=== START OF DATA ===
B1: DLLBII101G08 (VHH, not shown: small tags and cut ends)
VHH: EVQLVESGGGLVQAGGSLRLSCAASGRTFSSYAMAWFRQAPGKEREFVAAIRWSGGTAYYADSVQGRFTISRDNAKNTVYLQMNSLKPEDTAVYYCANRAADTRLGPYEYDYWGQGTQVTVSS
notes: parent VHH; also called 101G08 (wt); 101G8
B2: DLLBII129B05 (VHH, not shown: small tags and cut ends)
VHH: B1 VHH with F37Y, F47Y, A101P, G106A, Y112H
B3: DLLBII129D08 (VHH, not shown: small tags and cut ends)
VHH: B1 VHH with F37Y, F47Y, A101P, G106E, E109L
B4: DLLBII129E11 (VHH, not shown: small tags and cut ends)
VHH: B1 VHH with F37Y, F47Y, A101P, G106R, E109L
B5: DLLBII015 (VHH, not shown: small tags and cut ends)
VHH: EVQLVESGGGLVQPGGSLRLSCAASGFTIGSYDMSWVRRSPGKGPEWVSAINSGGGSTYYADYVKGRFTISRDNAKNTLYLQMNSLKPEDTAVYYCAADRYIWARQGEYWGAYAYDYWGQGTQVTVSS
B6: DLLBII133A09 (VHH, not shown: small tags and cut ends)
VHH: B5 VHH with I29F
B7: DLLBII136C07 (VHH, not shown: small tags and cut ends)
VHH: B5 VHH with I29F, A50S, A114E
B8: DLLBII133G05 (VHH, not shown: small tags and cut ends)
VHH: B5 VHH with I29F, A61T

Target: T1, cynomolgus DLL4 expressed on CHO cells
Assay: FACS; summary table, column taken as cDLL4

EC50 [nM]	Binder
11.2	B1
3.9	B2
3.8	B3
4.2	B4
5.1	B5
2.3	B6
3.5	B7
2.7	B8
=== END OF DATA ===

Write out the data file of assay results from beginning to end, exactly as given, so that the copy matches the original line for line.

B1: DLLBII101G08 (VHH, not shown: small tags and cut ends)
VHH: EVQLVESGGGLVQAGGSLRLSCAASGRTFSSYAMAWFRQAPGKEREFVAAIRWSGGTAYYADSVQGRFTISRDNAKNTVYLQMNSLKPEDTAVYYCANRAADTRLGPYEYDYWGQGTQVTVSS
notes: parent VHH; also called 101G08 (wt); 101G8
B2: DLLBII129B05 (VHH, not shown: small tags and cut ends)
VHH: B1 VHH with F37Y, F47Y, A101P, G106A, Y112H
B3: DLLBII129D08 (VHH, not shown: small tags and cut ends)
VHH: B1 VHH with F37Y, F47Y, A101P, G106E, E109L
B4: DLLBII129E11 (VHH, not shown: small tags and cut ends)
VHH: B1 VHH with F37Y, F47Y, A101P, G106R, E109L
B5: DLLBII015 (VHH, not shown: small tags and cut ends)
VHH: EVQLVESGGGLVQPGGSLRLSCAASGFTIGSYDMSWVRRSPGKGPEWVSAINSGGGSTYYADYVKGRFTISRDNAKNTLYLQMNSLKPEDTAVYYCAADRYIWARQGEYWGAYAYDYWGQGTQVTVSS
B6: DLLBII133A09 (VHH, not shown: small tags and cut ends)
VHH: B5 VHH with I29F
B7: DLLBII136C07 (VHH, not shown: small tags and cut ends)
VHH: B5 VHH with I29F, A50S, A114E
B8: DLLBII133G05 (VHH, not shown: small tags and cut ends)
VHH: B5 VHH with I29F, A61T

Target: T1, cynomolgus DLL4 expressed on CHO cells
Assay: FACS; summary table, column taken as cDLL4

EC50 [nM]	Binder
11.2	B1
3.9	B2
3.8	B3
4.2	B4
5.1	B5
2.3	B6
3.5	B7
2.7	B8